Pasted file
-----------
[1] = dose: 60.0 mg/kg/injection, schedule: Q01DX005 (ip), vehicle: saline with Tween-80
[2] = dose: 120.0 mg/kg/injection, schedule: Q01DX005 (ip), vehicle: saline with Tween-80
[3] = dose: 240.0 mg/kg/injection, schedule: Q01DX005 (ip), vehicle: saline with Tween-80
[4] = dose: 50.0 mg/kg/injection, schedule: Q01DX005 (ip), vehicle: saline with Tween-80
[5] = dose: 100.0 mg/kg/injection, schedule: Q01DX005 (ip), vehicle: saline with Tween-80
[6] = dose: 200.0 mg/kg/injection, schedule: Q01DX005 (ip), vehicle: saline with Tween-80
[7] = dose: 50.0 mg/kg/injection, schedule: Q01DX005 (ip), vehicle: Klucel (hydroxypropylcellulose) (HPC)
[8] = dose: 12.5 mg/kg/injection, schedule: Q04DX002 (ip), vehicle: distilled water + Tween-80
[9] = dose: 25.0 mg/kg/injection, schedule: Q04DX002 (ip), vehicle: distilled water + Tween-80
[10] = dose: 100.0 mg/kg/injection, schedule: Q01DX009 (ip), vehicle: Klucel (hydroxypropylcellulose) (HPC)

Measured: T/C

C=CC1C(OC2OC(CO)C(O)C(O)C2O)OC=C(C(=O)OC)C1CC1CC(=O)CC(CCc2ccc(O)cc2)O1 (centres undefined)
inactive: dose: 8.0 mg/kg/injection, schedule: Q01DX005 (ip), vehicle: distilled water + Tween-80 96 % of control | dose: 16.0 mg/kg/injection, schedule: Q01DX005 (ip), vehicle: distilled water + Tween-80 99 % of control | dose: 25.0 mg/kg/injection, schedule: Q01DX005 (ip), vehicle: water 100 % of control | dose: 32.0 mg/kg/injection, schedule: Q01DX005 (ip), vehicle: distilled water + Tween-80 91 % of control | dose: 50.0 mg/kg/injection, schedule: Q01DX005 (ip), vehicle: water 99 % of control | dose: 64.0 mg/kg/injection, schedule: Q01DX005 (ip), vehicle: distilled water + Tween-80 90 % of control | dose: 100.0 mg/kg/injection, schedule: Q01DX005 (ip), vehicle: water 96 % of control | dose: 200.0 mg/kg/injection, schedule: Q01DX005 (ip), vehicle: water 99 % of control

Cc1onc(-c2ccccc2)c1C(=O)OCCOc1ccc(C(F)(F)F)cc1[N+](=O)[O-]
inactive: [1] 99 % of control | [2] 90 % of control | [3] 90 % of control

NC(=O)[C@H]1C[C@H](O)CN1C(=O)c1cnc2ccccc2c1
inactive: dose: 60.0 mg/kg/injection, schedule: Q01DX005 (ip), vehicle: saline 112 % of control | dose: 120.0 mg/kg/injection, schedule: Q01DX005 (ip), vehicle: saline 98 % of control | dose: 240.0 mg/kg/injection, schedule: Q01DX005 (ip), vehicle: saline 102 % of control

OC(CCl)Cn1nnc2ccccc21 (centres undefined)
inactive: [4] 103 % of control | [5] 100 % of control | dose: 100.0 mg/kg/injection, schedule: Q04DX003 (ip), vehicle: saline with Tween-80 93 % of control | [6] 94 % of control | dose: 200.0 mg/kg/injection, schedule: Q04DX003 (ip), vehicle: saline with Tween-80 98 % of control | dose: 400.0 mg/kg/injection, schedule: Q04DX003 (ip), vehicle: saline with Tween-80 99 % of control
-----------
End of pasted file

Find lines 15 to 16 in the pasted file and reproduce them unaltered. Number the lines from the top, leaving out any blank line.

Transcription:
inactive: [1] 99 % of control | [2] 90 % of control | [3] 90 % of control

NC(=O)[C@H]1C[C@H](O)CN1C(=O)c1cnc2ccccc2c1